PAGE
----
Digital Doughnut
Digital Doughnut 14 January 2019

Predictive Analytics and AI Drive Up Customer Lifetime Value

Redeye have released the results of an 18-month initiative, testing the outcome predictive analytics can having on an organisation's multi-channel campaigns. See the full results here.

Article written by Matthew Kelleher | Chief Commercial Officer

We focused our efforts on seeing whether using Predictive Analytics combined with AI driven marketing automation can help improve the customer experience around the key stages of the customer lifecycle – prospect’s first purchase, second purchase, multi-purchase, VIP and churn. Our strategy was to improve marketing performance at each of these stages by using Predictive Analytics to understand where each customer is on their own journey.  When the brand understands the customer’s next likely action, they can specifically target those individuals with more effective comms, ultimately, driving up total customer lifetime value.

Results at each stage of the lifecycle have been excellent. For instance, one brand saw an increase of 83.5% in second purchase rate. This, and other case studies, can be found here. Anyone who attended my presentation at either Technology for Marketing or Festival of Marketing recently, would have seen me present the outcome of the longer analysis to see if they could improve Customer Lifetime Value. For those of you who could not attend, you will have to wait for the release of the new case studies to the website in the next couple of weeks.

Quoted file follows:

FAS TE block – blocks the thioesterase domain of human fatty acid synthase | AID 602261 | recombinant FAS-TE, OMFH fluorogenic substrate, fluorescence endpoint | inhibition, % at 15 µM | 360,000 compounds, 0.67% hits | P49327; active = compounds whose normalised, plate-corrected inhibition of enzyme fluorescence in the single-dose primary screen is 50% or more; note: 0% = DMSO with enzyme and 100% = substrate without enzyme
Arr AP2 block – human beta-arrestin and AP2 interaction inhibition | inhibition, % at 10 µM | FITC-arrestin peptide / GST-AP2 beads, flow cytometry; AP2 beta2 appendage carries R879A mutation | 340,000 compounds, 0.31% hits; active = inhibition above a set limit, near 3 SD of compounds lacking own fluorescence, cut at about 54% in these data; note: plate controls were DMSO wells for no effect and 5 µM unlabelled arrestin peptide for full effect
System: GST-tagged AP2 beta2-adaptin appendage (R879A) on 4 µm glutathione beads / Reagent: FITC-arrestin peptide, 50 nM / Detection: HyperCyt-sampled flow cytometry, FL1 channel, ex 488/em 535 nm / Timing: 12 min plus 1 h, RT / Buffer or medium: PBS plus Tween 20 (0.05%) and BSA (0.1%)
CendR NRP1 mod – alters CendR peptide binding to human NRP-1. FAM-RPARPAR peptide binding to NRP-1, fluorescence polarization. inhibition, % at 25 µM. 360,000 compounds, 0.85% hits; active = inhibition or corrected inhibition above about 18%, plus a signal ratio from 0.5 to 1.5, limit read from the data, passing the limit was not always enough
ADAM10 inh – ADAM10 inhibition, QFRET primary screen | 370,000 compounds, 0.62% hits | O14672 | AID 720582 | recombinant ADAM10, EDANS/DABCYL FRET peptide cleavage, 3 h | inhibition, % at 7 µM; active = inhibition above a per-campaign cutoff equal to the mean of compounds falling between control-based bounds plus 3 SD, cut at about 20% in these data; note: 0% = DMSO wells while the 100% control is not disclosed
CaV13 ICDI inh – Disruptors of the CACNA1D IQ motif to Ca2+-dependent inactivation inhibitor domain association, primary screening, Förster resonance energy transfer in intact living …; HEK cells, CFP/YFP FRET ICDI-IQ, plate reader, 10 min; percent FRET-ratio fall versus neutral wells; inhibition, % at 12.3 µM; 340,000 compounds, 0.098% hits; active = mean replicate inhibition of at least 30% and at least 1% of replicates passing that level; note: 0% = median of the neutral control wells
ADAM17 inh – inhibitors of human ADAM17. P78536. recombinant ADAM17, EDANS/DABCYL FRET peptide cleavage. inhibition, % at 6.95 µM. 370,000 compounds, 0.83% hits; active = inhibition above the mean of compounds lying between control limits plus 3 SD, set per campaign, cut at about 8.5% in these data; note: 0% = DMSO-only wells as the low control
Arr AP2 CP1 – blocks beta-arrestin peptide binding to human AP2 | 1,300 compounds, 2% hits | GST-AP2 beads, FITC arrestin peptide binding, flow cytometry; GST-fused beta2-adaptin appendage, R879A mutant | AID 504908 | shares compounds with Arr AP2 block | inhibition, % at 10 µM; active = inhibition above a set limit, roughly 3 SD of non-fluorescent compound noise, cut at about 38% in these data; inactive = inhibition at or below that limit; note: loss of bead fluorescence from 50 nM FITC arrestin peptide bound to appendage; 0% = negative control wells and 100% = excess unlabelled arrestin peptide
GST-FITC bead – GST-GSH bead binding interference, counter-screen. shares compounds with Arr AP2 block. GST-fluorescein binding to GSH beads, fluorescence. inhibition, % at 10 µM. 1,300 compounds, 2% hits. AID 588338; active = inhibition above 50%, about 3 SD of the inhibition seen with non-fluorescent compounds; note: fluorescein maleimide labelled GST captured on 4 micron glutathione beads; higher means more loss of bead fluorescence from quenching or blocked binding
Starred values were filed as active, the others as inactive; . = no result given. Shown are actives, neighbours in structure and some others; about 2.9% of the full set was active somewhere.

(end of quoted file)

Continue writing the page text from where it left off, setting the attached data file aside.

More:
The obligatory Q&A session followed my presentations at both these events. But to be honest, I always find these questions instructive and rather good fun. Too often, and I’m not alone in this, I get carried away with what I want to say, and questions illustrate key elements that I’ve missed! So, these were the six questions that were asked (although I must admit I thought there were more) with a few more thoughts than I had time to give on the day.

  1. How has GDPR affected your data gathering? How did you fight an increase (if any) in unsubscribed customers?

    Whilst it has felt like forever, the period since May 25th is still, in the grand scheme of things, relatively short! Our impression is that, in general (can you see me caveating this response very heavily!) the long-term impact on sign ups and consent is relatively little. However, for some organisations their ‘re-permissioning’ experiences have been fairly disastrous. For instance, a database of active contacts of 500,000 reduced to 6,500 (if you are in this group then you are not alone). It’s not the objective of this blog to cast aspersions on the quality of advice given to some organisations, all I can really say is that without the correct permissions, processing data for comms or even for Predictive Analytics is not possible. There are minimum amounts of data required to make Predictive Analytics work, so for many organisations with smaller databases Predictive Analytics may not work and the issues surrounding GDPR only serve to increase that group.

  2. Do you have an example of using Predictive Analytics for recruitment initiatives – getting new customers rather than increasing the value of current customers?

    RedEye has not worked with any organisations to develop models around acquisition. However, our whole strategy is built around recent prospect/customer behaviour as the key driver for predicting their next likely action. Marketers can better understand how an individual prospect or customer is behaving in relation to their brand. By tracking as many interactions, across as wide a number of channels as possible, this can then be compared with the typical behaviour of customers who have completed certain journeys. And this is applicable to many different market sectors.